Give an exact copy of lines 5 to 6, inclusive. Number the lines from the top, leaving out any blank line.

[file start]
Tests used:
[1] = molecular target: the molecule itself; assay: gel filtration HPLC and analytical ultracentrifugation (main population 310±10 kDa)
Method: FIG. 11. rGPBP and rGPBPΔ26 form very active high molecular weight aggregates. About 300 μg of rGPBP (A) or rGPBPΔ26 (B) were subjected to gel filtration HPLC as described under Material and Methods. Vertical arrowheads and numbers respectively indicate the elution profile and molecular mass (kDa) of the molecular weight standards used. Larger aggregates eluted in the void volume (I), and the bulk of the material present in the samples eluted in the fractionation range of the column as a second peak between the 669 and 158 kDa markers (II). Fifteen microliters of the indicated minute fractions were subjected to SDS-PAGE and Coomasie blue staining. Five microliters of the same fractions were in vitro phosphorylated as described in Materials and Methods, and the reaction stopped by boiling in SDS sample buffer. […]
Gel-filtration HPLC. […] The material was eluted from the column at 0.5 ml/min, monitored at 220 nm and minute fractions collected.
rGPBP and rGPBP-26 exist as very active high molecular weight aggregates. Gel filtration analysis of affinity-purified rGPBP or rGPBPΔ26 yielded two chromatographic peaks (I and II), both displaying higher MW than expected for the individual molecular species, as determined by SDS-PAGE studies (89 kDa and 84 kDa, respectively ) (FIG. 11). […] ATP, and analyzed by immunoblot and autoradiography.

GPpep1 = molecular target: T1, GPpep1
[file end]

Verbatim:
rGPBP and rGPBP-26 exist as very active high molecular weight aggregates. Gel filtration analysis of affinity-purified rGPBP or rGPBPΔ26 yielded two chromatographic peaks (I and II), both displaying higher MW than expected for the individual molecular species, as determined by SDS-PAGE studies (89 kDa and 84 kDa, respectively ) (FIG. 11). […] ATP, and analyzed by immunoblot and autoradiography.

GPpep1 = molecular target: T1, GPpep1